A New Type Of Gentrification

Melody Rollins is no stranger to success. Soon after graduating with an M.B.A. from MIT’s Sloan School of Business in 2001, she landed a job in New York City as an account manager at PIMCO, a portfolio management and investment strategy firm, making $150,000. When she was promoted to senior vice president in 2006, her salary increased to more than $500,000 a year. Rollins lives on 20% of her income annually and saves and invests the rest in mutual funds and stocks, but more importantly, she donates 15% to nonprofit organizations in her Harlem community.

“When I relocated to PIMCO’s New York office in 2002 from California, I knew I wanted to live in a black community and help kids with their career and life choices,” says Rollins, 35, who grew up in a lower-middle-class family outside of San Francisco. “Plus, I didn’t want to be one of the many who move to Harlem only to take advantage of relatively less expensive real estate while ignoring the existing community,” adds Rollins, referring to the ongoing gentrification of Harlem, famously marked by former President Bill Clinton setting up an office on 125th street in 2001.

Soon after moving to Harlem in 2005, Rollins began looking for an organization within the community where she could donate her time and money. Her search led her to Future Leaders Institute Charter School. Founded in 1999, Future Leaders Institute welcomes 300 kindergarten through eighth-grade students. Almost every eighth-grader goes on to boarding school, private school, or a selective top-tier public high school in New York City. That’s a pretty good track record but not a total surprise to Rollins, who immediately recognized the school’s potential when she was searching for volunteer opportunities.

“Their passion and vision for the students made the difference for me,” says Rollins. In addition to being the first African American member of the school’s board, Rollins is co-chair of the development committee, founder of the school’s leadership council, and a member of its grievance committee, which gives her a chance to hear from parents. “I think seeing a face like theirs represented puts them at ease,” says Rollins, pointing out that about 97% of the students are black.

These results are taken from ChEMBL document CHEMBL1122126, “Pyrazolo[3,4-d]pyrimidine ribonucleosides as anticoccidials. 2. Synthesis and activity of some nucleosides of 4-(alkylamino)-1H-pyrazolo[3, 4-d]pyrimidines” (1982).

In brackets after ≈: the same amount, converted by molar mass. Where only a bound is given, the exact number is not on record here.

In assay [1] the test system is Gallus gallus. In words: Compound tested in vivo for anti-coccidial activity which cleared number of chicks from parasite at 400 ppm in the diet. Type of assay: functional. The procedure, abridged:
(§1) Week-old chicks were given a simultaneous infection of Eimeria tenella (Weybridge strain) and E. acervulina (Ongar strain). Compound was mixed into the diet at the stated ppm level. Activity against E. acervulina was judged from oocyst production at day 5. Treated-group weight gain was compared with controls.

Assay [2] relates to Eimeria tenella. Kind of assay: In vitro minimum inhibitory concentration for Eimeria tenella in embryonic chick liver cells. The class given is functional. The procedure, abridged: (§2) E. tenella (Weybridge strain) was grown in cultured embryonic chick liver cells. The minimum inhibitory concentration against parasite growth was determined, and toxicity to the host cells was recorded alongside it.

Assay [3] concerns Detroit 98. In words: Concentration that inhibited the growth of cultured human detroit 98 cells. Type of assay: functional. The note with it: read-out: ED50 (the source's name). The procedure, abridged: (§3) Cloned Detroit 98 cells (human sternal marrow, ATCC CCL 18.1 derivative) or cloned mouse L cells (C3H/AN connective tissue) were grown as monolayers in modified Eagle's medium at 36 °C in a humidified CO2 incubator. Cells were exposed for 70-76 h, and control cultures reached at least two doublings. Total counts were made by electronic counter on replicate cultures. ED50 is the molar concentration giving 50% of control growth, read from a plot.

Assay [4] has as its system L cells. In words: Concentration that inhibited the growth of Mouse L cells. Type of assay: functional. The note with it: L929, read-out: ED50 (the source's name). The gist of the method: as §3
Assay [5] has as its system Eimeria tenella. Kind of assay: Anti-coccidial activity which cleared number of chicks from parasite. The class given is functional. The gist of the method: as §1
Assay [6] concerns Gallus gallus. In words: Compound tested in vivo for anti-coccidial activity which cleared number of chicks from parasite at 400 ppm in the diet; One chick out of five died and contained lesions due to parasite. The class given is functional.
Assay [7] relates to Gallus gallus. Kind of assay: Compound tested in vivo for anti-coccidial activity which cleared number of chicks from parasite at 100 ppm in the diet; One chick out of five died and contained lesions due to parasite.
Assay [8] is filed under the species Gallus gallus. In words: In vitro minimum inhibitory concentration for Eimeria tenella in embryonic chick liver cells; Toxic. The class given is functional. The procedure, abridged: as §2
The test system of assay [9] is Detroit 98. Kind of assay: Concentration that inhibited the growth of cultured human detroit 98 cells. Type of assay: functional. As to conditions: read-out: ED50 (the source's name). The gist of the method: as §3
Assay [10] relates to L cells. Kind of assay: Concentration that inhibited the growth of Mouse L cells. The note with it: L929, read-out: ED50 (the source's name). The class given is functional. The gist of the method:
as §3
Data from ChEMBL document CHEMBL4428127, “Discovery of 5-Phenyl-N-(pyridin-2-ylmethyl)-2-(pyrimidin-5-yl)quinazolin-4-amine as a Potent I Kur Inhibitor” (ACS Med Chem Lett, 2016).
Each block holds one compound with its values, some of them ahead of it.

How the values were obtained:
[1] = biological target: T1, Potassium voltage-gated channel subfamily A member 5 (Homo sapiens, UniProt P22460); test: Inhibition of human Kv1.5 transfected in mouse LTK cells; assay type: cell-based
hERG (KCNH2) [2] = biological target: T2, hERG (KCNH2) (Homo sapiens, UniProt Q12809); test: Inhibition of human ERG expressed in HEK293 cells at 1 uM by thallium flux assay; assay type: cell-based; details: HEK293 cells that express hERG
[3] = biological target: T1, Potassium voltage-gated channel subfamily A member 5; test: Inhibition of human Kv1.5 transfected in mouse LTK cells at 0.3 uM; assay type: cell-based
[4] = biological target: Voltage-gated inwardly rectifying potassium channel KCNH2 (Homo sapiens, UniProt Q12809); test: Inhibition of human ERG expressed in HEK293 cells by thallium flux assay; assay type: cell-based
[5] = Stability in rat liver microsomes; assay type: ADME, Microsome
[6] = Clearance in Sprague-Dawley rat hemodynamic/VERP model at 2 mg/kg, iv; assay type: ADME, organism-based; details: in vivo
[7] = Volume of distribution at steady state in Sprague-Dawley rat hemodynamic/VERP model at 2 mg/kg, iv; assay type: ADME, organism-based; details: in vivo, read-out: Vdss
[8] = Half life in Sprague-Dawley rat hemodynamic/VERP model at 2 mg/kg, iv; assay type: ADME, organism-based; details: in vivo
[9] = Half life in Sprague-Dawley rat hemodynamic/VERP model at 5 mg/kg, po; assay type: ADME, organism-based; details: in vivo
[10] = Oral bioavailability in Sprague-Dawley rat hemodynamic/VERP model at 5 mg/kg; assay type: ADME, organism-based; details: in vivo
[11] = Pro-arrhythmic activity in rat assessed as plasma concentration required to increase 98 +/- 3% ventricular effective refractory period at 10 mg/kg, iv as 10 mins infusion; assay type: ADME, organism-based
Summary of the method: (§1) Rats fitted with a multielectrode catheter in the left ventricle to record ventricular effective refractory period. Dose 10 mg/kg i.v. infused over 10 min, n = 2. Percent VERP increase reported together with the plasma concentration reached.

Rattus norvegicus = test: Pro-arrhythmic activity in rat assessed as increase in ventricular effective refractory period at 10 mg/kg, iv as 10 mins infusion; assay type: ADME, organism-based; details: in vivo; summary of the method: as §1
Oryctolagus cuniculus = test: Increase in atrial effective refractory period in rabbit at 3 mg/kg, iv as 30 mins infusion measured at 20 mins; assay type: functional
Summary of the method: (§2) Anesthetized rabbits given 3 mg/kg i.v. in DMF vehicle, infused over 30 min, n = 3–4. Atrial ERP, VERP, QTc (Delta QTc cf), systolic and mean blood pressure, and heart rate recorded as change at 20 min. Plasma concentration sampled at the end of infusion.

Rollins has learned that parents are in need of just as much support as the students. Last year, when an eighth-grader was accepted to a competitive New England boarding school, one of the high school placement officers spent three months trying to convince the child’s mother to let the student attend. When Rollins discovered the reason for her hesitation, she was moved. “The mother said, ‘He’ll think he’s better than us,'” recalls Rollins, but she eventually granted permission. This was a challenging experience that made Rollins aware of nonacademic hurdles in the high school admissions process. She responded by proposing a $176,200 high school placement fund so that the school could hire additional staff to help parents and students navigate the admissions process.

“As a business-minded person, I want to make my money work well,” says Rollins.